When you go for routine dental exams, the hygienist has a limited amount of time to perform a cleaning. Individuals, who have limited amounts of tartar, can normally be taken care of during a regular visit. Unfortunately, patients with large amounts of tartar build up will require special, deep cleaning appointments for thorough scaling and planing.

Scaling and root planing is the term used to describe the deep cleaning process of scraping away calculus built up on the teeth and below the gum. Planing goes below the gums to remove the tarter at the root, or base, of the tooth. It may sound painful, but it is not really an uncomfortable or difficult process.


Extreme build up of calculus at and below the gum line


Scaling and planing treatments are usually done in sections or quadrants, depending on the amount of work that needs to be performed. This breaks the cleaning process down into the lower and upper teeth on the left and right side of the mouth. Topical or injected pain relievers can be given if needed. In some dental offices, nitrous oxide may be available, if needed.

The good news is that once the scaling and planing has been completed, your gums should heal quickly and symptoms of periodontal disease should diminish. This procedure does not need to be repeated, as long as you do your part in brushing and flossing to prevent future build up. Using a bacteria reducing mouth wash also helps to reduce the formation of plaque.

Unfortunately, this procedure is not always covered under all dental insurance plans. The cost per treatment can be as much as $600. However, there are lower cost options for individuals that cannot afford the treatment. Sinclair Community College in Dayton, Ohio operates a Dental Hygiene school. Individuals can make appointments at the college for low cost dental cleanings.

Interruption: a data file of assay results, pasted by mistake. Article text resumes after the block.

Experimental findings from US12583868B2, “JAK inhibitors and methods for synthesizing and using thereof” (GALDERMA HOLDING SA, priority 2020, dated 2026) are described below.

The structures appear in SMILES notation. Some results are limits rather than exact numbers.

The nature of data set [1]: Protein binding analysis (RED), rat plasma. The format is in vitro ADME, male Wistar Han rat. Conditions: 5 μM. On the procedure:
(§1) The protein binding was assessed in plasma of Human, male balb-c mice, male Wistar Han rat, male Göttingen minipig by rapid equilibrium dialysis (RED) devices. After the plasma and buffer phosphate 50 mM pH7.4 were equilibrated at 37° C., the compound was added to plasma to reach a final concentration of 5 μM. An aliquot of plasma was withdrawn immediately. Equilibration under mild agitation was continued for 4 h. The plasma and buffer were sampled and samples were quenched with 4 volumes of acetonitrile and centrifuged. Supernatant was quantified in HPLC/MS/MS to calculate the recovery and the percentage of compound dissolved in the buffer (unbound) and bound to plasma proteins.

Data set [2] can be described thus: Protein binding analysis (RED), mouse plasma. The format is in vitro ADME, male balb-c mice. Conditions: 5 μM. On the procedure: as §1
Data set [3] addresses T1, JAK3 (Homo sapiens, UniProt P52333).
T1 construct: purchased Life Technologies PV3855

X-rays are used to determine the health of teeth, locate cavities and detect calculus formation





Laundry and cleaning: Cold weather and cold water

Posted on February 11, 2014 at 10:45 AM Comments comments (0)

The continuing extreme cold and a load of laundry got me thinking about the right temperature for washing clothing. Cold water is often the best choice as it reduces shrinking and fading. There are also a few detergents that are designed to work in cold water. The problem is what temperature defines cold water.

As cold as it is here, the water coming from the cold faucet is not much above freezing. When it comes to laundry, hot water is defined as about 130 F (54 C). Warm water is 90 F to 100 F (32 to 43 C). Cold water is supposed to be between 60 F and 80 F (15 C to 26 C). Water below about 60 F (15 C) is too cold to do any good.

If you are doing cold water washes with extremely cold outside temperatures, you should probably mix warm and cold water to get the cold to a temperature that will work for your laundry. This also applies to any cleaning you might be doing, cold water straight from the faucet may be too cold to really work.